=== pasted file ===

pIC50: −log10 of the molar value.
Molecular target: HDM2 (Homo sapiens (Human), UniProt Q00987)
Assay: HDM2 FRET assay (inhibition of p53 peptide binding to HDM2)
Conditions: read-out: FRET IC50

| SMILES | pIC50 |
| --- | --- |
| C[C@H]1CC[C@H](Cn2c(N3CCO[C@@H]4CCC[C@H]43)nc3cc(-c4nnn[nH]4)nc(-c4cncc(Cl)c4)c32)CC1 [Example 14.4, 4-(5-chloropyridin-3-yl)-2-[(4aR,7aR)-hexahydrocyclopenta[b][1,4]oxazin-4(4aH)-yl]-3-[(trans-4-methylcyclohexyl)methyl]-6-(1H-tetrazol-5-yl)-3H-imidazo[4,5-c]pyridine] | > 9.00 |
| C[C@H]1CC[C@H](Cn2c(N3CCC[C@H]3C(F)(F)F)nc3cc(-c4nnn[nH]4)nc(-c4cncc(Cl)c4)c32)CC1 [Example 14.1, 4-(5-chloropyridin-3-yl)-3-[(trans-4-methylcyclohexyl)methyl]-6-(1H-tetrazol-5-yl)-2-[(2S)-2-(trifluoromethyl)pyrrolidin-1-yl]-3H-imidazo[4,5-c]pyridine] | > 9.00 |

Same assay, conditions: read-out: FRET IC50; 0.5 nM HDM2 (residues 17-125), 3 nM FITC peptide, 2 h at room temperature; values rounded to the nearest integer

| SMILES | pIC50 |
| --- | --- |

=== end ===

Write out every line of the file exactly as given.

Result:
pIC50: −log10 of the molar value.
Molecular target: HDM2 (Homo sapiens (Human), UniProt Q00987)
Assay: HDM2 FRET assay (inhibition of p53 peptide binding to HDM2)
Conditions: read-out: FRET IC50

| SMILES | pIC50 |
| --- | --- |
| C[C@H]1CC[C@H](Cn2c(N3CCO[C@@H]4CCC[C@H]43)nc3cc(-c4nnn[nH]4)nc(-c4cncc(Cl)c4)c32)CC1 [Example 14.4, 4-(5-chloropyridin-3-yl)-2-[(4aR,7aR)-hexahydrocyclopenta[b][1,4]oxazin-4(4aH)-yl]-3-[(trans-4-methylcyclohexyl)methyl]-6-(1H-tetrazol-5-yl)-3H-imidazo[4,5-c]pyridine] | > 9.00 |
| C[C@H]1CC[C@H](Cn2c(N3CCC[C@H]3C(F)(F)F)nc3cc(-c4nnn[nH]4)nc(-c4cncc(Cl)c4)c32)CC1 [Example 14.1, 4-(5-chloropyridin-3-yl)-3-[(trans-4-methylcyclohexyl)methyl]-6-(1H-tetrazol-5-yl)-2-[(2S)-2-(trifluoromethyl)pyrrolidin-1-yl]-3H-imidazo[4,5-c]pyridine] | > 9.00 |

Same assay, conditions: read-out: FRET IC50; 0.5 nM HDM2 (residues 17-125), 3 nM FITC peptide, 2 h at room temperature; values rounded to the nearest integer

| SMILES | pIC50 |
| --- | --- |